It might seem as if everybody and their brother these days is predicting a recession. Several big banks warned about the potential for an economic slowdown in their latest quarterly updates. A World Economics Survey found that 63% of economists expect a recession this year.
These gloomy perspectives could indicate that the stock market is in for another big downturn. But is a bear market inevitable if there’s a recession in 2023? Here’s what history shows.
A general pattern
It makes sense that stocks would fall during a recession. After all, there are real underlying businesses behind every stock. Those businesses have a harder time generating earnings growth when the economy is faltering. And ultimately, earnings growth is what drives stock prices.
This conventional wisdom typically manifests itself. There have been three U.S. recessions so far in the 21st century. In each case, the S&P 500 fell at least 20% — the threshold for declaring a bear market.
As you might expect, this phenomenon isn’t new. The stock market entered a steep bear market during the Great Depression. After a rebound, stocks again plunged into bear market territory in 1937.
This pattern repeated itself multiple times through the following decades. The 1970s were an especially difficult time. The S&P 500 sank more than 20% during the recession that ended in November 1970. In 1973 and 1974, an Arab oil embargo caused an even worse decline.
Quite a few exceptions
However, recessions haven’t always led to bear markets in the past. Since 1950, the U.S. economy has gone through 11 recessions. The S&P 500 didn’t enter a bear market in four of them.
In the early 1950s, the Federal Reserve took action to control high inflation. The U.S. economy officially entered a recession in 1953. While the S&P 500 initially fell, it never reached bear market territory. Stocks began to rebound relatively early during that recession. The S&P 500 even ended it with a solid gain.
A somewhat similar story occurred in the following decade. The Fed began raising interest rates in 1959. By April 1960, the U.S. was in a recession. But a bear market didn’t materialize for the S&P 500. The index started to rebound well before the end of the short recession.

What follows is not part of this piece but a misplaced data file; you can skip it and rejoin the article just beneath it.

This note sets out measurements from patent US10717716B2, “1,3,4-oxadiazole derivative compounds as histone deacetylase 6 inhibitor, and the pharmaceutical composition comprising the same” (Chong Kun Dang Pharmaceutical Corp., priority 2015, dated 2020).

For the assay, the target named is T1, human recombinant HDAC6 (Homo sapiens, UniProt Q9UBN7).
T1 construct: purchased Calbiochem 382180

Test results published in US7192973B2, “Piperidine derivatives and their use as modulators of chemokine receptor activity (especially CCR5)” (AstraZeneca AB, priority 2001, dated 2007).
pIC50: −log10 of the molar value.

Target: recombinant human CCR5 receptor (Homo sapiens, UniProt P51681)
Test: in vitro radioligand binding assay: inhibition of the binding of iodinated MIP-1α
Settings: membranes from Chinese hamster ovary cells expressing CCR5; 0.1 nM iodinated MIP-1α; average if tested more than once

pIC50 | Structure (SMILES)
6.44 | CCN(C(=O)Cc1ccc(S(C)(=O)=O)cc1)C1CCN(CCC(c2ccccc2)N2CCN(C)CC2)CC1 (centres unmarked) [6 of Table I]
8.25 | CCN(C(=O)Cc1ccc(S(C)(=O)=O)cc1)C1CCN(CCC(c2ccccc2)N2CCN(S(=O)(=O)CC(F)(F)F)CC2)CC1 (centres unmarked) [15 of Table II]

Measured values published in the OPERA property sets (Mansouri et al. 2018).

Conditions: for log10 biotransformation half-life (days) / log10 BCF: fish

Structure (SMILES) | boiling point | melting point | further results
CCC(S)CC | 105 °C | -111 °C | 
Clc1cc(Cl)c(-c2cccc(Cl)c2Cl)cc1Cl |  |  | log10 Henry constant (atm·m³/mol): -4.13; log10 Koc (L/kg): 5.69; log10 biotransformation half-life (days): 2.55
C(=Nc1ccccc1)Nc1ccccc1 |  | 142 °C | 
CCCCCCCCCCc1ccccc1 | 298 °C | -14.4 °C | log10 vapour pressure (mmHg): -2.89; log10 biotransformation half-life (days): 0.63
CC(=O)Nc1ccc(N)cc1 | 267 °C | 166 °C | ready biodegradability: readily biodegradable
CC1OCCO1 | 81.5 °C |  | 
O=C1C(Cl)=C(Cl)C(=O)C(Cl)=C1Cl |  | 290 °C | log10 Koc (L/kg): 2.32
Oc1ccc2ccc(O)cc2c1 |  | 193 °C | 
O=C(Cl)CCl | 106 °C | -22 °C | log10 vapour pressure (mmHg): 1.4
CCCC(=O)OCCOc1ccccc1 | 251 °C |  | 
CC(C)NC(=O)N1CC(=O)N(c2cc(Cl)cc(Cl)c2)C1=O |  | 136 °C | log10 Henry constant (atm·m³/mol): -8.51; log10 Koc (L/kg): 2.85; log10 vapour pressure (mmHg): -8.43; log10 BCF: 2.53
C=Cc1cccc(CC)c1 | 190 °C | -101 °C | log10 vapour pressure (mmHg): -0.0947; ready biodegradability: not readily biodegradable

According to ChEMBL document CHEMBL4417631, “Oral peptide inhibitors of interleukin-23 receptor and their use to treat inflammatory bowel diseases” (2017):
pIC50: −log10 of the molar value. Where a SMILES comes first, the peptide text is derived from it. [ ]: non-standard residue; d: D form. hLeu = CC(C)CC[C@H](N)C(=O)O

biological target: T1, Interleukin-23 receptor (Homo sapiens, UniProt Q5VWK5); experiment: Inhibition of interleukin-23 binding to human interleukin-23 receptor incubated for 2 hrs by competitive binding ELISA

In 1980, the U.S. economy yet again slipped into recession as a result of aggressive Fed interest-rate hikes. This time, though, the S&P 500 never even approached bear market territory. By the end of the short-lived recession, the index was higher than it was before the recession began.
1990 brought a different verse to the same song. The Fed raised interest rates to control inflation. A recession followed. However, once again, the S&P 500’s decline wasn’t enough to call a bear market.
Inevitable? No, and no.
So is a bear market inevitable if we have a recession in 2023? No, not based on historical precedent. It’s quite possible that all of the fears about a recession are already fully baked into stock prices.
Importantly, though, a recession isn’t inevitable, either. White House economist Jared Bernstein stated in an interview last month with Yahoo! Finance, “I think there are reasons to be optimistic that the path to a steady and stable transition is plausible and credible.”
Granted, Bernstein’s ties to the Biden administration give him a reason to spin things positively. But there are other economists without White House connections who don’t think that a recession is necessarily on the way.
The best thing that investors can do is to be prepared for any outcome. Buying practically recession-proof stocks can help insulate your portfolio from any major declines. Investing in stocks and exchange-traded funds (ETFs) — especially low-cost index funds — on a regular basis (such as monthly) is another good strategy. If you have a long-term perspective, even recessions and bear markets can provide great opportunities to make money.